To this day, I can't hear the first few notes "My Girl" without thinking of my dad and hours spent listening to the The Temptations' Greatest Hits CD on repeat while cruising in his car—and I'm reminded what a special bond we share.
Sure, I wasn't always this complimentary of our relationship during my teenage years. But, as research published this month in the Journal of Family Communication shows, music does help bridge the gap between parents and their growing children in meaningful ways.
"If you have little kids, and you play music with them, that helps you be closer to them, and later in life will make you closer to them," says co-author Jake Harwood, professor and head of the University of Arizona Department of Communications. "If you have teenagers and you can successfully listen to music together or share musical experiences with them, that has an even stronger effect on your future relationship and the child's perception of the relationship in emerging adulthood."
For the study, researchers surveyed young adults about their experiences listening to music with their parents during their childhood and teenage years. The young adults also reported on the current state of their relationship with their parents—and there was a clear connection between positive bonds and shared experiences listening to music.
This was especially true of people who continued to listen to music with their parents as teenagers, suggesting the importance of encouraging everyone to listen to the same song while in the car.
"For people who are just becoming parents or have small children, they may be thinking long-term about what they want their relationship with their kids to be," says Sandi Wallace, co-author of the study and graduate student at the University of Arizona. "It's not to say that this is going to be the prescription for a perfect relationship, but any parent wants to find ways to improve their relationship with their child and make sure that it's maintained long term, and this may be one way it can be done."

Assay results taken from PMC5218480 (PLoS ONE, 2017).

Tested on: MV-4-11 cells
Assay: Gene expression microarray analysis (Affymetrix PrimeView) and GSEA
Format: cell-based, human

As for why music has such a powerful effect on positive relationships, the researchers hypothesize it has to do with the way tunes encourage people to synchronize (either with dancing or singing together) and promote healthy conversations. "A lot of recent research has focused on how emotions can be evoked through music, and how that can perpetuate empathy and empathic responses toward your listening partner," says Wallace.
Whatever the reason, the takeaway is clear: Turning up the music and listening along with your kids is an easy, fun way to build your relationship. After all, it's probably no coincidence that one of my fondest memories from my wedding day is dancing along to "My Girl" with my dad one more time.